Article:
-2929 Chen, J.; Spear, S. K.; Huddleston, J. G.; Rogers, R. D.; Green Chem. 2005, 7, 64. with odd properties such as commercial availability, thermal stability, low volatility, and biodegradability and immiscibility with a number of organic solvents. Generally, PEG is an inexpensive, non-toxic, bio-compatible and completely non-halogenated solvent. The fast growth of published works about PEGs in medicinal areas reflects the importance of PEG polymers mainly related to their low toxicity.3030 Harris, J. M.; Poly(ethyleneglycol) Chemistry: Biotechnical and Biomedical Applications; Plenum Press: New York, 1992.,3131 Harris, J. M.; Zalipsky, S.; Poly(ethyleneglycol) Chemistry and Biological Applications, ACS Symposium Series 680; American Chemical Society: Washington, DC, 1997.This inspired us to concentrate on synthesis of the biologically active dithiocarbamates under catalyst-free conditions using PEG as green medium.

Results and Discussion

Previous reports by our group revealed that although high to excellent yields were obtained in the reaction of dithiocarbamates with alkyl vinyl ethers 1 in water,2222 Ziyaei-Halimehjani, A.; Marjani, K.; Ashouri, A.; Green Chem. 2010, 12, 1306. for N-vinylpyrrolidine 2, the reaction gave excellent yields under solvent-free conditions and no valuable yields were obtained in water.2323 Ziyaei-Halimehjani, A.; Pasha Zanussi, H.; Ranjbari, M. A.; Synthesis 2013, 1483.To overcome this drawback, we focused our investigation to find an efficient reaction medium to be suitable for both systems. In continuation of our research allocated to the progress of green chemistry3232 Ziyaei-Halimehjani, A.; Ebrahimi, F.; Azizi, N.; Saidi, M. R.; J. Heterocycl. Chem. 2009, 46, 347.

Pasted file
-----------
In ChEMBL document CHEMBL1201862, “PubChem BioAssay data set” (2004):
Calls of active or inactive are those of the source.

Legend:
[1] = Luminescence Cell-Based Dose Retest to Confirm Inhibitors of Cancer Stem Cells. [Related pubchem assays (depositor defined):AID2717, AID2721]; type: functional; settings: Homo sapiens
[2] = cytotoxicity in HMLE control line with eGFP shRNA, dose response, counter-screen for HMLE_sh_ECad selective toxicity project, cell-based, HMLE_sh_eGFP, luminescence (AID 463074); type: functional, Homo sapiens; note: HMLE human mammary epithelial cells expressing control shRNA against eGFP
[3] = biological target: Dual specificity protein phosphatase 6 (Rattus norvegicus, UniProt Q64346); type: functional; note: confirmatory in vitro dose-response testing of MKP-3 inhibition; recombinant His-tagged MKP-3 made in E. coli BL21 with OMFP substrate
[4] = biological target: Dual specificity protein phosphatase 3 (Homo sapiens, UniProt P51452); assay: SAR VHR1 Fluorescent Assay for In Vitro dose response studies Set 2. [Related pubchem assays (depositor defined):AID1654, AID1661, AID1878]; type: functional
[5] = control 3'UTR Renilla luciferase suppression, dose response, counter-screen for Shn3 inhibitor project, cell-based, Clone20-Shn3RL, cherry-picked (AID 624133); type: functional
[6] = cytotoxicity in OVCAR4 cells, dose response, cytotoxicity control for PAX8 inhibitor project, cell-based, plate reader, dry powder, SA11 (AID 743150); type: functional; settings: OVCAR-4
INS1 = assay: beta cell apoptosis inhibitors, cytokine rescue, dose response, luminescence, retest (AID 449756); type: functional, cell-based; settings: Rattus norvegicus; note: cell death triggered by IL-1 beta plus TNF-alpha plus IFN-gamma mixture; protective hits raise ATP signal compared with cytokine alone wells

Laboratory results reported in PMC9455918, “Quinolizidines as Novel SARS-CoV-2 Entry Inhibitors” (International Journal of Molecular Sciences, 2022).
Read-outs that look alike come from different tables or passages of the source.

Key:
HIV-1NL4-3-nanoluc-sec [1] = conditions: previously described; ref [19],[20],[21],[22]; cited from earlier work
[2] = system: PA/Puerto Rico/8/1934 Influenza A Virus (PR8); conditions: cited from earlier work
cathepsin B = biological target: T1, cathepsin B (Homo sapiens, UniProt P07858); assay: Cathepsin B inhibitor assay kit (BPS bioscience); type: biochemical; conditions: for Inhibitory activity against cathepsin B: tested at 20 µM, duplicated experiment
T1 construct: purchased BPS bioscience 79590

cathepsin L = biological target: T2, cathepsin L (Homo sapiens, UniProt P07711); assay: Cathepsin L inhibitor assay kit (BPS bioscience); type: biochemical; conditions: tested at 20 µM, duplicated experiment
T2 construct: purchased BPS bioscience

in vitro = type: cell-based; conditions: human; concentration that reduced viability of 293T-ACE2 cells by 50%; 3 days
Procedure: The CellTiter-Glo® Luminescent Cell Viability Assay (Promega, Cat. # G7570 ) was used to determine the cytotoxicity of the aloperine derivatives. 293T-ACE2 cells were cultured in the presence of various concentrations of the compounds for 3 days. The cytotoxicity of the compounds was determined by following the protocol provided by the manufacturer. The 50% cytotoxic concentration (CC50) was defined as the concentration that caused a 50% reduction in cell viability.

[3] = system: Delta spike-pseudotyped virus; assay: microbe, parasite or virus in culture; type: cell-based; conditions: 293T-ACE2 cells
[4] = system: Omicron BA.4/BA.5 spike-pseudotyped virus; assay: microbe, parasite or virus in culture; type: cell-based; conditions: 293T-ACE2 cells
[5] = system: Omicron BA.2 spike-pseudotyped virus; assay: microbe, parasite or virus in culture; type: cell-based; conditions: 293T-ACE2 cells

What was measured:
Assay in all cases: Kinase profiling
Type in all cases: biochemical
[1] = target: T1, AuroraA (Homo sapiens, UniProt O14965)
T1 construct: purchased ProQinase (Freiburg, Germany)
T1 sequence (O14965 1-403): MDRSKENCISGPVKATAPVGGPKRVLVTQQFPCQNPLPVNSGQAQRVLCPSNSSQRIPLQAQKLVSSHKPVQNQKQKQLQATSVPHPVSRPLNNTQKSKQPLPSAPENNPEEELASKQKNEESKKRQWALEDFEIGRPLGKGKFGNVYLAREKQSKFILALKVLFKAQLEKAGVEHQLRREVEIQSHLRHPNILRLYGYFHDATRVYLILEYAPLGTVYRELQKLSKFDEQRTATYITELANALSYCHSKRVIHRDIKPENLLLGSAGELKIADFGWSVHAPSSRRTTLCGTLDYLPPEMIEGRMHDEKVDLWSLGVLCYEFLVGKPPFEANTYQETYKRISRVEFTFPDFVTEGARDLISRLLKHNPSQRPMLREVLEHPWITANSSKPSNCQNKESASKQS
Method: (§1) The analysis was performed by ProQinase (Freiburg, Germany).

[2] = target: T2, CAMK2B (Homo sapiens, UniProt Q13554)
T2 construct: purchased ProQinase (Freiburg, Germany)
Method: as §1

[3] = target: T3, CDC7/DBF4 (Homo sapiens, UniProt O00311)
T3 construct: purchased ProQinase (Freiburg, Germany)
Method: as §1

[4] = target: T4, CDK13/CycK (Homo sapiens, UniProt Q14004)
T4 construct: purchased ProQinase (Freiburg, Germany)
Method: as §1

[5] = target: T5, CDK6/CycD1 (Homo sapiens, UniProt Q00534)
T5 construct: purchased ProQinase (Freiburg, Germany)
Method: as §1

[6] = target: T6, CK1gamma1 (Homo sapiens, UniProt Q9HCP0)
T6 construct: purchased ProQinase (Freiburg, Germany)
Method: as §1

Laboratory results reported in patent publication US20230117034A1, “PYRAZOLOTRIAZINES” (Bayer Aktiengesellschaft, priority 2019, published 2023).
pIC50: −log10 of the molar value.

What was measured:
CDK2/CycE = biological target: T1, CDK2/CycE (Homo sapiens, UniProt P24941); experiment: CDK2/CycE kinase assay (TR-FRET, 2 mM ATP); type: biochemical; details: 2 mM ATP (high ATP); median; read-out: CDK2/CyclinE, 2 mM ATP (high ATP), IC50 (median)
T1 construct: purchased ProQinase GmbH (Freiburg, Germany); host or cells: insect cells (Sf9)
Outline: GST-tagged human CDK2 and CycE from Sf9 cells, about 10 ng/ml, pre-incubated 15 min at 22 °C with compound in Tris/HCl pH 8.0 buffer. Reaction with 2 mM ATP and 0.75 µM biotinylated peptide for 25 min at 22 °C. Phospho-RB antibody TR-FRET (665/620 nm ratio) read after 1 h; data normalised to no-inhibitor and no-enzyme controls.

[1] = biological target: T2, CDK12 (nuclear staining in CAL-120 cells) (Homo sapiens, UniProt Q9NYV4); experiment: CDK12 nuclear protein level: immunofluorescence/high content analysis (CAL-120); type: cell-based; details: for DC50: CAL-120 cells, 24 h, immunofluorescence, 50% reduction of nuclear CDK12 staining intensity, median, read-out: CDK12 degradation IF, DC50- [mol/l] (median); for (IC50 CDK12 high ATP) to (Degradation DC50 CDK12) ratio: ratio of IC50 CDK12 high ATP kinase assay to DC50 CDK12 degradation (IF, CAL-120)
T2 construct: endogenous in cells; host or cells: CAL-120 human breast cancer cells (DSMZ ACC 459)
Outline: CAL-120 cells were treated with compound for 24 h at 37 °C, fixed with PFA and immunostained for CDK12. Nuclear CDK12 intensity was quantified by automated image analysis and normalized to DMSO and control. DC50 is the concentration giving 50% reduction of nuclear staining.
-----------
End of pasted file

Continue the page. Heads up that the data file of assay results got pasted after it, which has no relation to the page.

33 Ziyaei-Halimehjani, A.; Saidi, M. R.; Tetrahedron Lett. 2008, 49, 1244.

34 Ziyaei-Halimehjani, A.; Aryanasab, F.; Saidi, M. R.; Tetrahedron Lett. 2009, 50, 1441.

35 Ziyaei-Halimehjani, A.; Karimi, N.; Saidi, M. R.; Synth. Commun. 2013, 43, 744.